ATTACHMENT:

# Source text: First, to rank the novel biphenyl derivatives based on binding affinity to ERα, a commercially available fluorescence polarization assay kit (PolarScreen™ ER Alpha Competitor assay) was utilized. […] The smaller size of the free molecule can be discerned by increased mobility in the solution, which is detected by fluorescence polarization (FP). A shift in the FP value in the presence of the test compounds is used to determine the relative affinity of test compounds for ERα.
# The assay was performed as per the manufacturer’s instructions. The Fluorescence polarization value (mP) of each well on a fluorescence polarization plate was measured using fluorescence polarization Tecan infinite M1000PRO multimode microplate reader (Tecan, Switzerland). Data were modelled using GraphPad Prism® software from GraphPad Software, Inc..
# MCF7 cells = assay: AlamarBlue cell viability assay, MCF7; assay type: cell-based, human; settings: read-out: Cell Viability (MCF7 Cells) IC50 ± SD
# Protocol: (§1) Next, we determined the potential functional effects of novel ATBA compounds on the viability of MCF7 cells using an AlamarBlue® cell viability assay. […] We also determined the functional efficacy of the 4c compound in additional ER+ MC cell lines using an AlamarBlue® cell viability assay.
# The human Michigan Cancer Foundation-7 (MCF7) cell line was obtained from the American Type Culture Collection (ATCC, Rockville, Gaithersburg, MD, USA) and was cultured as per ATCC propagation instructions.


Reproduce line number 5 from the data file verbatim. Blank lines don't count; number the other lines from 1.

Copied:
# The human Michigan Cancer Foundation-7 (MCF7) cell line was obtained from the American Type Culture Collection (ATCC, Rockville, Gaithersburg, MD, USA) and was cultured as per ATCC propagation instructions.